something blows up.

CLAPPER: Yes, sir.


O`DONNELL: Joining me now, one of the senators at that Armed Services
Committee hearing, Senator Richard Blumenthal, and the "Huffington Post`s"
Sam Stein. Senator, I have to ask you, we couldn`t get an answer today out
of the Justice Department. Given that we`re seeing air traffic controllers
told to stay home, are FBI agents going to be told to stay home? Are
assistant U.S. attorneys going to be told to stay home at some point? Can
you guide us on that?

Director Clapper made reference to FBI intelligence agents that may be
given shorter hours or even furloughs, and the same, conceivably, very
probably is true of prosecutors and FBI agents, although we have no
confirmation of it. Obviously, these impacts are the least visible.

The most visible are the impacts on air travel, 4,700 delays and 273
cancellations today alone. And then the less visible impacts on health
care and Headstart, Meals on Wheels for seniors, other kinds of service
programs, including research for cancer, in effect, undermining what we can
discover and cure for the future.

O`DONNELL: Sam Stein, it seems like nothing has gotten Washington`s
attention to these sequester cut more than what we`re seeing in the air
traffic story these days.

SAM STEIN, "THE HUFFINGTON POST": Well, before that, keep in mind,
there was the White House tours, which got Washington`s attention because
it was a problem in Washington. But yes, the Delta Shuttle -- the
inconveniences at the Delta Shuttle line has also gotten Washington`s
attention. And the senator`s right. The actual impacts of sequestration
have been felt far beyond the northeast corridor.

Headstart programs are taking kids off. Private cancer clinics are
stopping treating patients because they don`t have the funds to do it.
It`s too expensive. Military tuition assistance has been denied in certain
places. One of my particular favorite ones was that an audit agency -- a
government audit agency that has helped save the government billions of
dollars over the course of several years was forced to shut down its
offices because of sequestration.

So we actually pulled the money away from an agency that helped us
save money. So these cuts are very blunt. They were designed to be very
blunt and discriminate because everyone thought they would be replaced.
But there seems to be no political headwinds to replacing them right now.

O`DONNELL: I want to listen to what the FBI director had to say at a
House hearing a month ago about these cuts.


ROBERT MUELLER, FBI DIRECTOR: According to our current estimates,
sequestration would reduce the bureau`s budget by more than 550 million
dollars for the remainder of this fiscal year. And because 60 percent of
the FBI`s budget pays for personnel, and they, the personnel, are our
resources -- they are the FBI -- we have planned for the possibility of
furloughs. And any furlough would pose a risk to FBI operations, in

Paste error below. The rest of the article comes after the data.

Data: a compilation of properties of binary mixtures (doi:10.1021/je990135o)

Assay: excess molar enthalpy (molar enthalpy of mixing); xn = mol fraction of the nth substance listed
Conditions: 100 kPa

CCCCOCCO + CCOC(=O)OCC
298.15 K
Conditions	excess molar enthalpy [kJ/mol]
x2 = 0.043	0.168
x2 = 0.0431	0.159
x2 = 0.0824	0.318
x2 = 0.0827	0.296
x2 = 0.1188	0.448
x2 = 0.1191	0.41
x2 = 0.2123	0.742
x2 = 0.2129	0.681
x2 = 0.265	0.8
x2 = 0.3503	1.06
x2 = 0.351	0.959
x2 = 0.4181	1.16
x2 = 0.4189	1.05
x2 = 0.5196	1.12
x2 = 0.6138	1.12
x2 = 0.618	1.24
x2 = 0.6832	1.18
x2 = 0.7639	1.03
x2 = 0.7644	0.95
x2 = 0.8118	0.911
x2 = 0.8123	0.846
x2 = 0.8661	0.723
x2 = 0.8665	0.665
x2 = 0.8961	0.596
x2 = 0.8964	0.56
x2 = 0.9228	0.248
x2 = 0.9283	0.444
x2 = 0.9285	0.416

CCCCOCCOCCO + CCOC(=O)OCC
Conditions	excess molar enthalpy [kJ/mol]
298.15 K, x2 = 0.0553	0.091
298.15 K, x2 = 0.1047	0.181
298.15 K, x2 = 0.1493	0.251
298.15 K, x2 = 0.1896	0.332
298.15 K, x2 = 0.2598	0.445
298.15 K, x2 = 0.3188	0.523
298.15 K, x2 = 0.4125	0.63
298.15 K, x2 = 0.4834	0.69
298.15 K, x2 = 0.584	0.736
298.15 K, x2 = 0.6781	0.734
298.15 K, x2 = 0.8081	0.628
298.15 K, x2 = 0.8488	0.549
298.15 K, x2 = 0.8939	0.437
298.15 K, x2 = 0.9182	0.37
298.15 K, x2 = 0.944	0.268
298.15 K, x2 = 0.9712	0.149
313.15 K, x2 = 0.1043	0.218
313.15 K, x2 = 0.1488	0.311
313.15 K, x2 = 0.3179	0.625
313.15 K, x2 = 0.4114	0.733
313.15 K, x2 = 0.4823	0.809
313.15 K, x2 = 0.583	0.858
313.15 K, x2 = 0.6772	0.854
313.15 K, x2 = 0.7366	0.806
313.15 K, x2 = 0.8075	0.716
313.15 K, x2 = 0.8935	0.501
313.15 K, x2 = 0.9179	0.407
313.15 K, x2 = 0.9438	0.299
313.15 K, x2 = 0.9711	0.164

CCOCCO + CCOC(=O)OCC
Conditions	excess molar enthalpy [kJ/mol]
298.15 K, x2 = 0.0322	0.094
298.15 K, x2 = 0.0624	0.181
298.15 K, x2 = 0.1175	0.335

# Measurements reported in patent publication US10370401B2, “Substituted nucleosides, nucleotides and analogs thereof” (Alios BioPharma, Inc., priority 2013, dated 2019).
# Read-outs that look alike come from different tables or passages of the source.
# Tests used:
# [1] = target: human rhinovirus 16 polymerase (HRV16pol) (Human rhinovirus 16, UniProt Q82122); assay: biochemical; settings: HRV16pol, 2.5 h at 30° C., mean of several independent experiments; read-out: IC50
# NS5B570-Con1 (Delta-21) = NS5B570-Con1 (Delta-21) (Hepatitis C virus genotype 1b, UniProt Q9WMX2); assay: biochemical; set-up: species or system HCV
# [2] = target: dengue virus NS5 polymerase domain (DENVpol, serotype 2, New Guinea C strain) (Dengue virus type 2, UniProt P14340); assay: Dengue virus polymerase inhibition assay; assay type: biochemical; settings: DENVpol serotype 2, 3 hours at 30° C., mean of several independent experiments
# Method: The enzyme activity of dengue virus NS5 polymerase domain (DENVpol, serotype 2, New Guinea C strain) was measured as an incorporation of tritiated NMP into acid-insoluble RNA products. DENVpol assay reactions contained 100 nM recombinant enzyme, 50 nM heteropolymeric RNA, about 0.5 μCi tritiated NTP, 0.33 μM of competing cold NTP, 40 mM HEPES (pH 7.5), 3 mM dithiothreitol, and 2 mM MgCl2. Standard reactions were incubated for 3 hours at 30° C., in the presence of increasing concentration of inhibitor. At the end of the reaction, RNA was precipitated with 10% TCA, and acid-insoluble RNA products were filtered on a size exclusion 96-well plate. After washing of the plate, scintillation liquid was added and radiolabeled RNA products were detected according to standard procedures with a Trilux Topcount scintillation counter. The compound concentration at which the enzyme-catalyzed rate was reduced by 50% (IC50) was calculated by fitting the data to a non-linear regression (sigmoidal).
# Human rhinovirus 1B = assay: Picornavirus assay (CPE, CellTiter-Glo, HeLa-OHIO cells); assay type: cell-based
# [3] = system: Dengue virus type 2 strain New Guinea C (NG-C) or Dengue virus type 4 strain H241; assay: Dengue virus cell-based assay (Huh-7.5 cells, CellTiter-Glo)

particular, in the areas of counterterrorism and cyber.


O`DONNELL: Senator Blumenthal, what more could Congress ask for in
terms of a warning about what these cuts are doing?

BLUMENTHAL: The question now, Lawrence, is what Congress will do
about it. We proposed today that the sequester, the self-inflicted wound,
a very serious one, be avoided through a plan to use what is called the
overseas contingency operation account, which is money that`s been budgeted
for an Afghanistan war five years and more out, that will simply not be

The Republicans counted that money as savings in their budget, the
Ryan budget. And we`re saying let`s take about 140 billion of
approximately 600 billion that can be saved and avoid the sequester for the
next five months. Those absolutely chilling consequences not only to our
intelligence operation but also to military readiness and the human

And by the way, you know, air travel is not just a luxury for a lot of
people. It involves local economic development. It involves business
costs. And it`s like having a blizzard every day where air travel is
stymied and stopped. So we really need to avoid these absolutely
indiscriminate, arbitrary, across the board slashing cuts.

O`DONNELL: Sam Stein, what is your sense of Congress` -- both bodies
now -- it`s not just up to the senators, but the House of Representatives
in particular, what`s your sense of their ability to gather and do
something about this?

STEIN: My sense is that there is very little willingness or ability
to do anything about it. It all comes down to how you design a package to
replace what is 85 billion dollars in cuts for the next fiscal year, close
to a trillion dollars in cuts over a 10-year period. How do you replace
that? The two political parties have very divergent views on what should
be done to replace it.

It basically comes down, if you want to think about it in simplest
terms, to whether or not you use additional revenue and whether that should
be a component of it. Keep in mind, the president`s budget does replace
it. But because it involves revenue it`s a nonstarter for House
Republicans. House Republicans want to get rid of just the defense part of
it, keep the domestic stuff. And that`s a nonstarter for Democrats.

So we`re at a log jam here, and I don`t really see any key point where
it gets broken.

O`DONNELL: Senator Blumenthal, I want to play an exchange that you
had with Mr. Clapper at last week`s hearing. Let`s listen to that.


BLUMENTHAL: Finally, you spoke a few minutes ago about the challenges
of recruiting and keeping the best minds in America, which all of us want
to be available to the American intelligence community. Is there anything